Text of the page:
July 17, 2012

Tax Statistics

The IRS "Data Book" for the most recent period ending September 30, 2011 is available online at this link.

In that Book is information about the following:

List of Statistical Tables

Statistical Tables

Data Sources, by Subject Area and Table Number

Principal Officers of the Internal Revenue Service

Principal Officers of the Internal Revenue Service

Office of Chief Counsel

Commissioners of Internal Revenue

Chief Counsels for the Internal Revenue Service

One of the more interesting parts of the Book concern:

Enforcement: Collections, Penalties, and Criminal Investigation

Table 16. Delinquent Collection Activities, Fiscal Years 2010 and 2011

Table 17. Civil Penalties Assessed and Abated, by Type of Tax and Type of Penalty, Fiscal Year 2011

Table 18. Criminal Investigation Program, by Status or Disposition, Fiscal Year 2011

During Fiscal Year (FY) 2011, the IRS collected, net of credit transfers, $31 billion in unpaid assessments on returns filed with additional tax due.

Fifty nine thousand Offers in Compromise were submitted. Only 20,000 were accepted.

Get tax advice and tax help to solve your federal or state tax problem by calling an experienced attorney. Call Mitchell A. Port at (310) 559-5259.

July 11, 2012

Pennies On The Dollar

The California Franchise Tax Board says that if you qualify, your delinquent taxes, penalties and interest can be "compromised" so that your payment of an agreed-upon portion will be treated as if you paid the full amount. Here's what you need to do to pay pennies on the dollar when you owe income taxes in California:

What you should know before preparing an Offer in Compromise

Are you an Offer in Compromise candidate?

If you are an individual or business taxpayer that does not have the income, assets, or means to pay your tax liability now or in the foreseeable future, you may be a candidate. The Offer in Compromise program allows you to offer a lesser amount for payment of a non-disputed final tax liability.

Generally, we approve an Offer in Compromise when the amount offered represents the most we can expect to collect within a reasonable period of time.

Although we evaluate each case based on its own unique set of facts and circumstances, we give the following factors strong consideration:

• The taxpayer's ability to pay.
• The amount of equity in the taxpayer's assets.
• The taxpayer's present and future income.
• The taxpayer's present and future expenses.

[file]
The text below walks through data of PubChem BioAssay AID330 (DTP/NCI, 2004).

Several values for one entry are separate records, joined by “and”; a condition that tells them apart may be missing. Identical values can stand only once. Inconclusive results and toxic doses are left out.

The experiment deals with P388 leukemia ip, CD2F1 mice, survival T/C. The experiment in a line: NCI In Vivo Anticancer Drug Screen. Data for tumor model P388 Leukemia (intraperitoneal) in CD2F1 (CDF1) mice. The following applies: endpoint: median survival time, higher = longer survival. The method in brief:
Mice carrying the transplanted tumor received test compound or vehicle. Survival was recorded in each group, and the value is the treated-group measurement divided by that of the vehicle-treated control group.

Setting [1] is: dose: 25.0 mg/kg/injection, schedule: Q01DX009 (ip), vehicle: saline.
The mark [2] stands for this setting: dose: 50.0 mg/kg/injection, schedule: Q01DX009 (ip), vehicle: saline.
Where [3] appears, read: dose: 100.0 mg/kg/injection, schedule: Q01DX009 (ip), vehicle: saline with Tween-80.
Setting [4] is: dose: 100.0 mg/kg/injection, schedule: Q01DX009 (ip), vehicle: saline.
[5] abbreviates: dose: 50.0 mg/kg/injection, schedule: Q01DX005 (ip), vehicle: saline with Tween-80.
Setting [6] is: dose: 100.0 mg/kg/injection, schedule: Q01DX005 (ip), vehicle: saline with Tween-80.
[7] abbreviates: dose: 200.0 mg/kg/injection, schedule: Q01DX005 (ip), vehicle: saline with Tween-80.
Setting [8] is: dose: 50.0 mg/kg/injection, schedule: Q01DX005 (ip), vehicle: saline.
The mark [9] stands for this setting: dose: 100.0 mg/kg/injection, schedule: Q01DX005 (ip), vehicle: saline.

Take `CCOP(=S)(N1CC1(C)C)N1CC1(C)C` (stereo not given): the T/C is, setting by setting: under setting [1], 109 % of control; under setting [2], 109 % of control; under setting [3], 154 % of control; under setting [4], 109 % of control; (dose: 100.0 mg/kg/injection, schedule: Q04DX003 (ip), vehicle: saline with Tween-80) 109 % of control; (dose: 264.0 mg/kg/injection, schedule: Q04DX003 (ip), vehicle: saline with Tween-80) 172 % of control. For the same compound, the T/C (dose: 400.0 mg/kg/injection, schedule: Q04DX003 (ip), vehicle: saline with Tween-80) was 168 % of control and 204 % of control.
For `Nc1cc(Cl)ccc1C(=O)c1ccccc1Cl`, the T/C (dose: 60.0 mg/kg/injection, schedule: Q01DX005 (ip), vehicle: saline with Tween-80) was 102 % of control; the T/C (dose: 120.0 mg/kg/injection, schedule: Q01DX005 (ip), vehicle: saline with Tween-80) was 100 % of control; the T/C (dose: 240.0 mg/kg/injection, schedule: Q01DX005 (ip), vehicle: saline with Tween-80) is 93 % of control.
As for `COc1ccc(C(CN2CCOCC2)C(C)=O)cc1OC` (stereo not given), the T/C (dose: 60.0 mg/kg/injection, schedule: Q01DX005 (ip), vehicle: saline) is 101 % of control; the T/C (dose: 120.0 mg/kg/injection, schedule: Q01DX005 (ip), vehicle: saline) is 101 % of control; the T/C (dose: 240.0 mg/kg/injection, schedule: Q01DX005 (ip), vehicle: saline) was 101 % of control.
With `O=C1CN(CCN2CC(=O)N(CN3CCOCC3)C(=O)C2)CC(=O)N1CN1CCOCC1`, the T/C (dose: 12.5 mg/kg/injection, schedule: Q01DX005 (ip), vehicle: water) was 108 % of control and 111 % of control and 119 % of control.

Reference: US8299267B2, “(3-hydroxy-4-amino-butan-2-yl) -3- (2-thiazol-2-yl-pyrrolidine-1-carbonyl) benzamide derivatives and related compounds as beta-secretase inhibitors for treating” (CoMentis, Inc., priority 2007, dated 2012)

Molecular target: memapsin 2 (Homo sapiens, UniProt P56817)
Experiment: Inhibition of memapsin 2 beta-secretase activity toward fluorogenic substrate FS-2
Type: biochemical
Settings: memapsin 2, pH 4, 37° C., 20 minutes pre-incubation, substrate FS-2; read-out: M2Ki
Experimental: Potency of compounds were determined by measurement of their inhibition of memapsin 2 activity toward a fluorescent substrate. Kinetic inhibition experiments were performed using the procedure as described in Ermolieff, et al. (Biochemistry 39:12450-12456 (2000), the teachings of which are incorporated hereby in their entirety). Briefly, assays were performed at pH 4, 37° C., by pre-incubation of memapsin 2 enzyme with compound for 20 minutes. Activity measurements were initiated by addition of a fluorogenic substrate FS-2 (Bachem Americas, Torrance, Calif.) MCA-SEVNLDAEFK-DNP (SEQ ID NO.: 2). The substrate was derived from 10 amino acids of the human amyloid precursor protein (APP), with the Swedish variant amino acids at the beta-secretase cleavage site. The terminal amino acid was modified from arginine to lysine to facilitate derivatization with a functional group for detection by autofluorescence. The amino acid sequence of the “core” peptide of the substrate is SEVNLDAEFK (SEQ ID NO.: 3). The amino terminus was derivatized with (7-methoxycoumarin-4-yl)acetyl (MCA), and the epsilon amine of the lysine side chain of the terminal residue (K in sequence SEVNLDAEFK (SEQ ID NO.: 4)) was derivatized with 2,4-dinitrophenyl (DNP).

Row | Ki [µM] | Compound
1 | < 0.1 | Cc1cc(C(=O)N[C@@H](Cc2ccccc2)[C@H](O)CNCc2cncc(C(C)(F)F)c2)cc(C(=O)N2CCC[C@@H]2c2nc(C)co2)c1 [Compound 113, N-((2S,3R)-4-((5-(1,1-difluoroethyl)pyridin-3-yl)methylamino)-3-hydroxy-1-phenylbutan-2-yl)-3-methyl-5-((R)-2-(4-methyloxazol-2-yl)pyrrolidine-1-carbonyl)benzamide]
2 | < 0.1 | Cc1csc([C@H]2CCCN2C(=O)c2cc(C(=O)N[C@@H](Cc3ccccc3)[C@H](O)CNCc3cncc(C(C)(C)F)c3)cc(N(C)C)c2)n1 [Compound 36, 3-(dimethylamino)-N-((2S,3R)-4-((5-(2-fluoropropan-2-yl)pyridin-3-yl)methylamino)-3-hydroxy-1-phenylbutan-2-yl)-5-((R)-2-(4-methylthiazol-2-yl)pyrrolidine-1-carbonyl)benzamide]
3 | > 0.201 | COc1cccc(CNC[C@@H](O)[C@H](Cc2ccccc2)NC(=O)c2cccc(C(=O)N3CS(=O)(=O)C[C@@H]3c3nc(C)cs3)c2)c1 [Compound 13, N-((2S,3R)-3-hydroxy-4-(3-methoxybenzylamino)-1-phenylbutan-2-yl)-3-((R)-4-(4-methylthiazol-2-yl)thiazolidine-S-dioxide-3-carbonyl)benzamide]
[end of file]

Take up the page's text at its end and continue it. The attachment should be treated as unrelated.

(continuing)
• The potential for changed circumstances.
• Whether the offer is in the best interest of the state.

Can we process your application?

We will only process your Offer in Compromise application if you have done all of the following:

• You have filed all of the required tax returns. If you have no filing requirement, note it on the application.
• You have fully completed the Offer in Compromise application, and provided all supporting documentation.
• You agreed with the Franchise Tax Board on the amount of tax that you owe.
• You authorized the Franchise Tax board to obtain your consumer credit report and to investigate and verify the information you provided on the application.

Will a collateral agreement be required?

Upon approval, we may require you to enter into a collateral agreement for a term of five years. Generally, a collateral agreement will be required if you have significant potential for increased earnings. A collateral agreement requires you to:

• Pay us a percentage of your future earnings that exceed an agreed upon threshold.

Are collections suspended?

Collection activity is not automatically suspended. If delaying collection activity jeopardizes our ability to collect the tax, we may continue with collection efforts. Interest will continue to accrue.

When should offered funds be submitted?

You should not submit the offered funds until we request them. When we do ask for the funds, submit them by cashiers check or money order.

What documentation is required with the application?

For a check list of required items:
• Personal Income Tax - see page 3 of FTB 4905PIT
• Business Income Tax - see page 4 of FTB 4905BE

You have questions? The Franchise Tax Board has these answers:

1. What does the Franchise Tax Board consider a fair offer in relation to the amount due?